Read_stan_csv error


I am running cmdstan 2.21 on Linux then scp to Windows and try to use read_stan_csv. Pretty often (but not always) I receive the message below. Any advice how to get around? Maybe scp needs some parameter?

Error in row.buffer[buffer.pointer, ] <- scan(con, nlines = 1, sep = “,”, :
number of items to replace is not a multiple of replacement length
In addition: Warning message:
In scan(con, nlines = 1, sep = “,”, quiet = TRUE) :
embedded nul(s) found in input

Perhaps something to do with line endings?

What happens if you remove all null instances?
tr < file-with-nulls -d '\000' > file-without-nulls

First, I apologize. Widows has nothing to do. I scp the original csv file from the Linux server to the Linux PC. It is rather huge and with vi on the Linux server I don’t see elapsed time line. After I did

tr <1.csv -d '\000' > 1n.csv

the file went from 92557669 to 74799496. I still don’t see elapsed time. On the server, when I read.csv(“1.csv”), I get

embedded nul(s) found in input

However, read.csv(“1n.csv”) returns no errors. So it looks like there were nuls in cmdstan generated file. readLines gives

incomplete final line found

so it seems cmdstan didn’t finish saving the file. Any ideas how to get around this?

PS. another possibility that I am close to quota and then funny thinks start happening. I will free up space and will try again.

Sorry for the trouble. It was quota problem. Perhaps it would be easy for cmdstan to output a message that line is not written. Just a suggestion.

I want to follow up on this issue as I just ran into the same problem after running cmdstan on a cluster. Any reason why CmdStan wouldn’t finish writing the csv file?

The only reason I see is that the execution was killed externally.

Tagging @mitzimorris.

The model seems to run until the end, and there’s no indication in the slurm file that the execution was killed. I’m using cmdStan but calling it from R, using system. I realize it might be helpful to switch to cmdStanR. But I’m not sure that would solve the problem.

Here are the last lines outputted by the job running R:

 Elapsed Time: 2401.39 seconds (Warm-up)
               5852.06 seconds (Sampling)
               8253.45 seconds (Total)

Iteration: 3800 / 4000 [ 95%]  (Sampling)
Iteration: 4000 / 4000 [100%]  (Sampling)

 Elapsed Time: 2595.7 seconds (Warm-up)
               5767.56 seconds (Sampling)
               8363.26 seconds (Total)

Iteration: 3900 / 4000 [ 97%]  (Sampling)
Iteration: 4000 / 4000 [100%]  (Sampling)

 Elapsed Time: 2836.41 seconds (Warm-up)
               5659.64 seconds (Sampling)
               8496.05 seconds (Total)

[1] 0

[1] 0

[1] 0

[1] 0

> fit <- read_stan_csv(file.path(modelDir,
+                                modelName,
+                                paste0(modelName, chains, ".csv")))
Error in row.buffer[buffer.pointer, ] <- scan(con, nlines = 1, sep = ",",  :
  number of items to replace is not a multiple of replacement length
Calls: read_stan_csv
Execution halted

and a look at the csv file suggests it is incomplete.

this seems to be the most reasonable explanation. the timing message written to the console indicates that the run completed. the timing messages are written to stdout, stderr, and the csv file. but when you’ve hit the the disk quota, you can’t write to the csv file.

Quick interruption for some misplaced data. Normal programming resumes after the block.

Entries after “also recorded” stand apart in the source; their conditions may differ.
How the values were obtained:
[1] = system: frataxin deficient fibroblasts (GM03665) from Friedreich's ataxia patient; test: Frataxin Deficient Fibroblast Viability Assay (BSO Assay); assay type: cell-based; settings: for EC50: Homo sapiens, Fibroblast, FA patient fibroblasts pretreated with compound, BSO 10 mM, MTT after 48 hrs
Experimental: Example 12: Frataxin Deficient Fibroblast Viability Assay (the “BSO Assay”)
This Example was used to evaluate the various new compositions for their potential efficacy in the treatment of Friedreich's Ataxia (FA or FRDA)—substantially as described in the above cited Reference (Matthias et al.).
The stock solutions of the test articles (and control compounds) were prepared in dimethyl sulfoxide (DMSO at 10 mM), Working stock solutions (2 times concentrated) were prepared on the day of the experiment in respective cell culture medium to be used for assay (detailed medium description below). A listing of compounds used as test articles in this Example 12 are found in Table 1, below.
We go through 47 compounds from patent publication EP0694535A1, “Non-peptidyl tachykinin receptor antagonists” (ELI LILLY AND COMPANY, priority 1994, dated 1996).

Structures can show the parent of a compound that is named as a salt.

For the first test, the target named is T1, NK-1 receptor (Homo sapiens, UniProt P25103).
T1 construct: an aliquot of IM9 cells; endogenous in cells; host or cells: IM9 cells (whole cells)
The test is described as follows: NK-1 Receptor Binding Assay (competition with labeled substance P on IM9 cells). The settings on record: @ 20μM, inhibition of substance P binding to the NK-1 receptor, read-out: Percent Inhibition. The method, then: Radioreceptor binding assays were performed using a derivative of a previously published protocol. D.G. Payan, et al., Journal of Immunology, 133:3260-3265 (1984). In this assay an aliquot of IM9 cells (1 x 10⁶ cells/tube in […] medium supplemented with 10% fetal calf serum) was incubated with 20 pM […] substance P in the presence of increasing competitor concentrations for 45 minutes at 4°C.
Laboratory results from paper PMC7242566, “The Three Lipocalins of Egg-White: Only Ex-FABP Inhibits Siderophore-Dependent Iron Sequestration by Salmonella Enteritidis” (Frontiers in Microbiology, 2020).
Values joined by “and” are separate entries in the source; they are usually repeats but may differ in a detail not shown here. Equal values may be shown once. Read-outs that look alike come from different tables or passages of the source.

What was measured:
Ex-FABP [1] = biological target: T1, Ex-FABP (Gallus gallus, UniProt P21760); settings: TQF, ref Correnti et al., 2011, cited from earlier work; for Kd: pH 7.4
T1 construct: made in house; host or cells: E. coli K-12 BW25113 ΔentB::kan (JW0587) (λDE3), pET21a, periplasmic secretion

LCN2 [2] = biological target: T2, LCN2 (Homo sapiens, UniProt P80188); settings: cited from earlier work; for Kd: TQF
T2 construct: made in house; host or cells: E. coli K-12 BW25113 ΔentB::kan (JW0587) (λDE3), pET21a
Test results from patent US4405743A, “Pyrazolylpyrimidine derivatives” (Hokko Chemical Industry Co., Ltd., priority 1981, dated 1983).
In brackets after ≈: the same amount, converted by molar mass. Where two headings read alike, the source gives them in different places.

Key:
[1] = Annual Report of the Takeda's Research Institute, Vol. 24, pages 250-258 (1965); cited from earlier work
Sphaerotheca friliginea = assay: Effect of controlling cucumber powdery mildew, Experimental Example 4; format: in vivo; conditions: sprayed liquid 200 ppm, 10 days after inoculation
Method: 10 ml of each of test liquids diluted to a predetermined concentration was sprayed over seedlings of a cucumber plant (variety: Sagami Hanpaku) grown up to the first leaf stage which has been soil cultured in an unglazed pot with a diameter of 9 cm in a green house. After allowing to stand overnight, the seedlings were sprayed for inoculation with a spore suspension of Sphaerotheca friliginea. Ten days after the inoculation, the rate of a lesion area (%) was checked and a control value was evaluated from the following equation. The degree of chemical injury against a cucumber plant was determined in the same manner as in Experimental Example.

the question is whether or not this this problem can be detected and if so, what should happen?

binary I/O would be a good way to speed things up and avoid hitting this problem.

The cluster people have confirmed that this was a storage issue but not a memory on the job problem. This explains why the job ran to fruition without writing out the csv file. My personal disk space on the cluster is limited to 10GB, and I was using 9.99, something like that.

There were some junk files, labelled cores*, that took a lot of space. I’m not sure what created them, but I’m guessing this may be an artefact of my trying to run 10 chains and perhaps not setting this up properly. Hopefully, everything will run smoothly now.

1 Like

Those core.1234 files are often created on Linux when a program crashes for debugging purposes. It sounds like CmdStan crashed because of the storeage, in which case you should just delete the core.* files to free up more room. It still might not be enough though.

I had a similar issue, but the CSV file was on the disk. I posted a similar R function to hack reading large files into R in another question but googling the error will bump you to this page, so I’m posting it again here.

## file: csv file with stan output.
## vars: variable names as named in the stan output
## newfile: optionally save the file in a new file.
my_read_stan_vars <- function (file, vars, newfile = NULL) 
    file <- gsub(".csv", "", file)
    uncomented <- paste0(file, "_uncomented.csv")
    system(paste0("sed -e '/^#/d' ", paste0(file, ".csv"), " > ", 
    post <- data.table::fread(uncomented, select = vars)
    system(paste0("rm ", uncomented))
    if (is.null(newfile)) {
    else {
        vroom::vroom_write(post, paste0(newfile, ".csv"), delim = ",")

It did do the trick for me.
Also, this hack can be helpful to know the names of the variables in the Stan output, especially for individual parameters:

colnames_stan_output <- function (file) 
    ufile <- gsub(".csv", "", file)
    ufile <- paste0(ufile, "_uncomented.csv")
    colfile <- paste0(ufile, "_cols.csv")
    system(paste0("sed -e '/^#/d' ", file, " > ", ufile))
    system(paste0("awk 'NR==1{print $1}' ", ufile, " > ", colfile))
    cols <- system(paste0("cat ", colfile), intern = T)
    cols <- unlist(strsplit(cols, ","))
    system(paste0("rm ", colfile))
    system(paste0("rm ", ufile))